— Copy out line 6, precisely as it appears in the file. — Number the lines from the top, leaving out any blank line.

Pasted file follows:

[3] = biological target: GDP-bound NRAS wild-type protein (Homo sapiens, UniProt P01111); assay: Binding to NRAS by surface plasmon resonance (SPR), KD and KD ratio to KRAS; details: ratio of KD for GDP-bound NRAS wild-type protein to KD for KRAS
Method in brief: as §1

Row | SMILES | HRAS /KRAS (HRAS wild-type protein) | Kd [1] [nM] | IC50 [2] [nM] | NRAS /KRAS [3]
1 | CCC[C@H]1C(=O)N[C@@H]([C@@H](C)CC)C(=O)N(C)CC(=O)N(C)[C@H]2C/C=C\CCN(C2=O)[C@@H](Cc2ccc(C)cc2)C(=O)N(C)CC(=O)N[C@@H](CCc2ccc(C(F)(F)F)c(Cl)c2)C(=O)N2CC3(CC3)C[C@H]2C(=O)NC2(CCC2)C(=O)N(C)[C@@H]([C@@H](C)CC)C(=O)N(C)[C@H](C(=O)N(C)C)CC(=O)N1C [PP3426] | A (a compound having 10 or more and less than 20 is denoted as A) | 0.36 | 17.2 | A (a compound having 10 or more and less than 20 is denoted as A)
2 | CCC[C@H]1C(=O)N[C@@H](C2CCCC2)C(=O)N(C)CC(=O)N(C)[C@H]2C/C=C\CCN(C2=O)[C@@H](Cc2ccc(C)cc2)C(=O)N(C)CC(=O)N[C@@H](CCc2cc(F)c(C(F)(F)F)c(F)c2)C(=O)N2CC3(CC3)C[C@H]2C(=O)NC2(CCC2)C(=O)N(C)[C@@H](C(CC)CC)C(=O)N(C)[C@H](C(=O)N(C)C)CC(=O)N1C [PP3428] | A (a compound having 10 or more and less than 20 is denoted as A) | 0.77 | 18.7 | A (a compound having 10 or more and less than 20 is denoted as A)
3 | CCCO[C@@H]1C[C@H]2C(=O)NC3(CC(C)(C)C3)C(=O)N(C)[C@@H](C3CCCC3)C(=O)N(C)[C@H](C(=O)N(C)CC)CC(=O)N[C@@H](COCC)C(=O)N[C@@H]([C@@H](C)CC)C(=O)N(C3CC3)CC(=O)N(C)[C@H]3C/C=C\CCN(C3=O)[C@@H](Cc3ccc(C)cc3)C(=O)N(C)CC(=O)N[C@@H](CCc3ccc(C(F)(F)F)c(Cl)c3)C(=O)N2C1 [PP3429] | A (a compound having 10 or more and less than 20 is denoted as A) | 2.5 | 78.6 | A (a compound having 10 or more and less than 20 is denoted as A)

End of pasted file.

3 | CCCO[C@@H]1C[C@H]2C(=O)NC3(CC(C)(C)C3)C(=O)N(C)[C@@H](C3CCCC3)C(=O)N(C)[C@H](C(=O)N(C)CC)CC(=O)N[C@@H](COCC)C(=O)N[C@@H]([C@@H](C)CC)C(=O)N(C3CC3)CC(=O)N(C)[C@H]3C/C=C\CCN(C3=O)[C@@H](Cc3ccc(C)cc3)C(=O)N(C)CC(=O)N[C@@H](CCc3ccc(C(F)(F)F)c(Cl)c3)C(=O)N2C1 [PP3429] | A (a compound having 10 or more and less than 20 is denoted as A) | 2.5 | 78.6 | A (a compound having 10 or more and less than 20 is denoted as A)